If you’re already working in the communications and media industries, or want to deepen your understanding of the role communication plays in society, then this programme offers a multidisciplinary approach to the complex relationships between media and communications, people and organisations in global societies.
Core modules will give you the theoretical background to examine areas such as representation, media and power, the public sphere and audiences. You’ll explore how these principles relate to topical issues. Then you’ll focus on aspects of the subject that interest you, when you choose optional modules on topics such as the international film industry, public relations, communication in development contexts, or political communication.
Our School has a range of fantastic facilities to support your studies. The 58-seat Phil Taylor Cinema is equipped with Dolby Digital sound and high-definition projection facilities, as well as projectors for 16mm and 35mm film.
You can also work on your own projects in our 44 editing suites, equipped with Avid Media Composer editing software and Adobe Creative Cloud. The fully equipped TV studio also has a large green screen area, lighting and photo-flash facilities. We also have a track and dolly, sliders, Glidecam and various cranes, and you’ll have access to a new photographic dark room.
We also run a loans service where you can borrow a range of HD digital camcorders and various Canon stills cameras to help with your project work.
You’ll study two core modules that lay the foundations of the programme, exploring theoretical approaches to communication and media. One of these will consider issues such as de-westernising media and communication studies, interpersonal communication, media and power and the concept of the public sphere. You’ll then use these theories to take a critical approach to real-world issues, as well as developing your own perspectives on topics that interest you.
On top of this, you’ll build specialist knowledge through your choice of optional modules. These vary every year, but can include topics such as television narrative, media and globalisation, urban narratives, and media and democratisation. The optional modules allow you to focus on topics that suit your own interests or perhaps reflect your career plans.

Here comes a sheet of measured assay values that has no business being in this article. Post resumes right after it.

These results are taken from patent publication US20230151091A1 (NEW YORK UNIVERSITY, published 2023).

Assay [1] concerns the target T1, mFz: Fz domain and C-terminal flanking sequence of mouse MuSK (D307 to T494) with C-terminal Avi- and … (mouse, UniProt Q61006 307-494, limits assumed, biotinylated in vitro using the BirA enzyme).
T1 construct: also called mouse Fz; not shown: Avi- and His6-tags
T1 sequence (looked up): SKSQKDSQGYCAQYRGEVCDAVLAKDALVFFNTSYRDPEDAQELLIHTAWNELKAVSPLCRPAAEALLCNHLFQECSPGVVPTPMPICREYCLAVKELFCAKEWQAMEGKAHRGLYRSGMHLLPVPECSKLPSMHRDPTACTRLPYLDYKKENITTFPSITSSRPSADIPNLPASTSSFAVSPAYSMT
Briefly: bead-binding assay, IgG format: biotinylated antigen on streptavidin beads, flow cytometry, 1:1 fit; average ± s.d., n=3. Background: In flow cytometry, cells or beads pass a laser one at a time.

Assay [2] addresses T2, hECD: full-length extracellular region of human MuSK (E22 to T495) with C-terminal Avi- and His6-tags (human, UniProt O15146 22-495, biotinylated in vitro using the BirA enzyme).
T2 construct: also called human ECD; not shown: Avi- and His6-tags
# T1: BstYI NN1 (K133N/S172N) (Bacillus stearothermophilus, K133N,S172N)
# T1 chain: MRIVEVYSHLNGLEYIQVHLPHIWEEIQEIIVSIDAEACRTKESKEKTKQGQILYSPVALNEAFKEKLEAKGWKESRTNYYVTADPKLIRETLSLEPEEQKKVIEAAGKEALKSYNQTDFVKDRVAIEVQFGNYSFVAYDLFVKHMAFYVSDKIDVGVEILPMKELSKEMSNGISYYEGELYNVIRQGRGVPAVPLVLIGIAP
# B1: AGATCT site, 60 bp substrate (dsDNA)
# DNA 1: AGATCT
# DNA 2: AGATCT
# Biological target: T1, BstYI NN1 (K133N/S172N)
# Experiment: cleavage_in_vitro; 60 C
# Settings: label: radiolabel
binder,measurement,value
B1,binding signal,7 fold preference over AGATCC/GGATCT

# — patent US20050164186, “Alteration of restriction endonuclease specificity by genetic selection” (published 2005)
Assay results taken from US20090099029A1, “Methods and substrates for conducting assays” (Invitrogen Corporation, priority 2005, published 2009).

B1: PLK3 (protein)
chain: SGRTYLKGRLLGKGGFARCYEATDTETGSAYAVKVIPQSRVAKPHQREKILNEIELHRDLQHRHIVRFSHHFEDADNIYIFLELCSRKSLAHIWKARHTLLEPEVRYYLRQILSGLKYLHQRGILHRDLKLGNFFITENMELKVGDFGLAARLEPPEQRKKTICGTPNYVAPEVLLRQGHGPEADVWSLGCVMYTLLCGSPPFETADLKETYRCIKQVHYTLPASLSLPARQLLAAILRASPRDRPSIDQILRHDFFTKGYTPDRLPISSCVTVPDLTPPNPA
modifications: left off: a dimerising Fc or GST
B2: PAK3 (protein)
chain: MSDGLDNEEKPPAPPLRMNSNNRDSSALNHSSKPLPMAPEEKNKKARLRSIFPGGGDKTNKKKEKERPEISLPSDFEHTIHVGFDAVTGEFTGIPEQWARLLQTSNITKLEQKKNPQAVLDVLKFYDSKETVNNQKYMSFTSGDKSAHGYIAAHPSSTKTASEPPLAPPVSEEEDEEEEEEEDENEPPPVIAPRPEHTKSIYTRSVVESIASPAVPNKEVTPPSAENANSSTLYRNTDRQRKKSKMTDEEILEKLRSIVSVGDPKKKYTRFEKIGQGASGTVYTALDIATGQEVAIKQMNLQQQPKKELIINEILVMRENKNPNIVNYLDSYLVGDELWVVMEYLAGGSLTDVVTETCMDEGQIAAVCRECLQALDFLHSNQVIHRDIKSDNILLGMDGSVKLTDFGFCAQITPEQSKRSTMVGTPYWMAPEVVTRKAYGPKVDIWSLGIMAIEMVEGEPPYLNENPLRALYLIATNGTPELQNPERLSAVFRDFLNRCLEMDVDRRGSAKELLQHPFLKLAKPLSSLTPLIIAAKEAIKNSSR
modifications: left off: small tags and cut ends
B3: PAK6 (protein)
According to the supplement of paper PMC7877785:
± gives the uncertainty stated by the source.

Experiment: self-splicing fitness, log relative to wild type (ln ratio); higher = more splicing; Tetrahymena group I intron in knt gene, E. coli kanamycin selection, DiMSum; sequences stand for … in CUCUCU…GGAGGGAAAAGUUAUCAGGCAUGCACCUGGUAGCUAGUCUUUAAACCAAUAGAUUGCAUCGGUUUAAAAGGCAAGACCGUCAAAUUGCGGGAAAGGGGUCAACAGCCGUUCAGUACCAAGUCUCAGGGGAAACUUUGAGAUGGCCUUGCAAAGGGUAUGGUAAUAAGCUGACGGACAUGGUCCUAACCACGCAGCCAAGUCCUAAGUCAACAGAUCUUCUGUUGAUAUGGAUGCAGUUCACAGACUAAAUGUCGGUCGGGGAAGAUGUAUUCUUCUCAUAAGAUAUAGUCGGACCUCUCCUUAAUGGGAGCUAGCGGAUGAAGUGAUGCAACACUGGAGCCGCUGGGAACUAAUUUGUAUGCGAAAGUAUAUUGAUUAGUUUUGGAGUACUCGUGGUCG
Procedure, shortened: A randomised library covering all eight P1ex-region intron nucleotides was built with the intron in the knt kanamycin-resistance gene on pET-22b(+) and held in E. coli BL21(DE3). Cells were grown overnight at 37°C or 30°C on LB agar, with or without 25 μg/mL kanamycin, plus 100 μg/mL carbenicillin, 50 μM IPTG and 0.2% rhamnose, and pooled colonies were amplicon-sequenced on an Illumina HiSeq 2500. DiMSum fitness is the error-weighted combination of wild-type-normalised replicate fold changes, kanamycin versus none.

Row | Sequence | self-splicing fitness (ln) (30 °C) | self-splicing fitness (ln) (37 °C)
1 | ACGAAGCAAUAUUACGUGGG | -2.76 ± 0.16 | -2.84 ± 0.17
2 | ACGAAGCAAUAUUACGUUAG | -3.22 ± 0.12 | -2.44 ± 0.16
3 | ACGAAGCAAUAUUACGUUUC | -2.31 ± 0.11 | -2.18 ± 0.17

Throughout the year, you’ll also be preparing for your dissertation through the Dissertation and Research Methods module. Your dissertation is a major independent research project on a topic of your choice, which you submit at the end of the year.
If you choose to study part-time, you’ll complete the MA over two years, instead of one, taking fewer modules each year.
Please see the website for a list of the optional modules available
MA modules will use a range of teaching and learning methods including lectures, group learning and project work, seminars, tutorials and workshops. Independent study is also crucial to this degree, as an opportunity to deepen your knowledge of the subjects introduced in lectures and seminars, and to develop your skills in analysis and research. You should anticipate spending at least 20 hours per week on independent study associated with your modules.
We use various methods to assess your progress, depending on the modules you choose. These could include essays, presentations, project work and reports, case studies and in-course assessment of your contribution to group tasks.
You'll gain diverse and in-depth subject knowledge from this programme, as well as sophisticated skills in research, analysis, interpretation and oral and written communication. You’ll also develop stronger cultural and critical awareness of the world around you. All of this is very attractive to employers.
Graduates have gone into a wide range of careers that reflect the breadth of the discipline, including communications advisors, public relations practitioners, media executives, and corporate managers. The programme also offers an excellent foundation for PhD study.
We encourage you to prepare for your career from day one. That’s one of the reasons Leeds graduates are so sought after by employers.
The Careers Centre and staff in your faculty provide a range of help and advice to help you plan your career and make well-informed decisions along the way, even after you graduate. Find out more at the Careers website.